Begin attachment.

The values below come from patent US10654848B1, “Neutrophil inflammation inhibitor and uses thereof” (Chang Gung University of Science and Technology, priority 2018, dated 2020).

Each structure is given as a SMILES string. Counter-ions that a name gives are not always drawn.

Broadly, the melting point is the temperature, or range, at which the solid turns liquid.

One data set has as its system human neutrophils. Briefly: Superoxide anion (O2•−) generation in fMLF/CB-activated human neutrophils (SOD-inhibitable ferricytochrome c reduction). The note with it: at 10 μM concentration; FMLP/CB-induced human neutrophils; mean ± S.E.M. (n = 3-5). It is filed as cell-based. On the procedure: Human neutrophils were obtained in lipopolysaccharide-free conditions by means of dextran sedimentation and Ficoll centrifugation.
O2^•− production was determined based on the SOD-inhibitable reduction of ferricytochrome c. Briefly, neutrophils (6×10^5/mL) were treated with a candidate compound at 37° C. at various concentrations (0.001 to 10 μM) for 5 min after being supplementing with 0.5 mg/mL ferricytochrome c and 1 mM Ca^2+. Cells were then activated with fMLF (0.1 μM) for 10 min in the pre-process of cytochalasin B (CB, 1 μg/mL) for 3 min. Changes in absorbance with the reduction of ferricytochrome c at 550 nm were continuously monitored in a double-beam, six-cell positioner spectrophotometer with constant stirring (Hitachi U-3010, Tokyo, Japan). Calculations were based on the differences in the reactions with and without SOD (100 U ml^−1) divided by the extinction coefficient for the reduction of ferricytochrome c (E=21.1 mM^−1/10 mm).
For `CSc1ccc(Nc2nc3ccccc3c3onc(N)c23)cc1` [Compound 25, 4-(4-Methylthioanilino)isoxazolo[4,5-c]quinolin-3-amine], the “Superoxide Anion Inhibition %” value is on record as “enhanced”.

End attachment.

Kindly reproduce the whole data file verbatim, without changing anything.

The values below come from patent US10654848B1, “Neutrophil inflammation inhibitor and uses thereof” (Chang Gung University of Science and Technology, priority 2018, dated 2020).

Each structure is given as a SMILES string. Counter-ions that a name gives are not always drawn.

Broadly, the melting point is the temperature, or range, at which the solid turns liquid.

One data set has as its system human neutrophils. Briefly: Superoxide anion (O2•−) generation in fMLF/CB-activated human neutrophils (SOD-inhibitable ferricytochrome c reduction). The note with it: at 10 μM concentration; FMLP/CB-induced human neutrophils; mean ± S.E.M. (n = 3-5). It is filed as cell-based. On the procedure: Human neutrophils were obtained in lipopolysaccharide-free conditions by means of dextran sedimentation and Ficoll centrifugation.
O2^•− production was determined based on the SOD-inhibitable reduction of ferricytochrome c. Briefly, neutrophils (6×10^5/mL) were treated with a candidate compound at 37° C. at various concentrations (0.001 to 10 μM) for 5 min after being supplementing with 0.5 mg/mL ferricytochrome c and 1 mM Ca^2+. Cells were then activated with fMLF (0.1 μM) for 10 min in the pre-process of cytochalasin B (CB, 1 μg/mL) for 3 min. Changes in absorbance with the reduction of ferricytochrome c at 550 nm were continuously monitored in a double-beam, six-cell positioner spectrophotometer with constant stirring (Hitachi U-3010, Tokyo, Japan). Calculations were based on the differences in the reactions with and without SOD (100 U ml^−1) divided by the extinction coefficient for the reduction of ferricytochrome c (E=21.1 mM^−1/10 mm).
For `CSc1ccc(Nc2nc3ccccc3c3onc(N)c23)cc1` [Compound 25, 4-(4-Methylthioanilino)isoxazolo[4,5-c]quinolin-3-amine], the “Superoxide Anion Inhibition %” value is on record as “enhanced”.